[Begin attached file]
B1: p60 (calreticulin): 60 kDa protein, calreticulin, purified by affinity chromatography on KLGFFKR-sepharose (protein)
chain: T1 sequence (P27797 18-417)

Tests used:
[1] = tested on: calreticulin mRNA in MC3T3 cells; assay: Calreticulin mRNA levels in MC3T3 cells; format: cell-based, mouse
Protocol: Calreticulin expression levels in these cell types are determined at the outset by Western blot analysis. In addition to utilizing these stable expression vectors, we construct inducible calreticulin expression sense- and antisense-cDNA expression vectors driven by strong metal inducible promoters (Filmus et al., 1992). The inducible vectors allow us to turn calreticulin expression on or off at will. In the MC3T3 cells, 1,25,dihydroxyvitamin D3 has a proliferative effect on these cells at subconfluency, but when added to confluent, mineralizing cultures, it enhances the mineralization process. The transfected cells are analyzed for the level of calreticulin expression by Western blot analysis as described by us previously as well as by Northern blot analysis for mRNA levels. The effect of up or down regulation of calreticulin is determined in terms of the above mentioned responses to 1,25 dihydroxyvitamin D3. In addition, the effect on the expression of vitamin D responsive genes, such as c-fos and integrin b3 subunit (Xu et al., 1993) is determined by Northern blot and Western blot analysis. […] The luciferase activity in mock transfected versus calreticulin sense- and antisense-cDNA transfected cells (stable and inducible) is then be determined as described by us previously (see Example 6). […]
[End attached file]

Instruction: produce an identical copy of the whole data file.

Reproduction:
B1: p60 (calreticulin): 60 kDa protein, calreticulin, purified by affinity chromatography on KLGFFKR-sepharose (protein)
chain: T1 sequence (P27797 18-417)

Tests used:
[1] = tested on: calreticulin mRNA in MC3T3 cells; assay: Calreticulin mRNA levels in MC3T3 cells; format: cell-based, mouse
Protocol: Calreticulin expression levels in these cell types are determined at the outset by Western blot analysis. In addition to utilizing these stable expression vectors, we construct inducible calreticulin expression sense- and antisense-cDNA expression vectors driven by strong metal inducible promoters (Filmus et al., 1992). The inducible vectors allow us to turn calreticulin expression on or off at will. In the MC3T3 cells, 1,25,dihydroxyvitamin D3 has a proliferative effect on these cells at subconfluency, but when added to confluent, mineralizing cultures, it enhances the mineralization process. The transfected cells are analyzed for the level of calreticulin expression by Western blot analysis as described by us previously as well as by Northern blot analysis for mRNA levels. The effect of up or down regulation of calreticulin is determined in terms of the above mentioned responses to 1,25 dihydroxyvitamin D3. In addition, the effect on the expression of vitamin D responsive genes, such as c-fos and integrin b3 subunit (Xu et al., 1993) is determined by Northern blot and Western blot analysis. […] The luciferase activity in mock transfected versus calreticulin sense- and antisense-cDNA transfected cells (stable and inducible) is then be determined as described by us previously (see Example 6). […]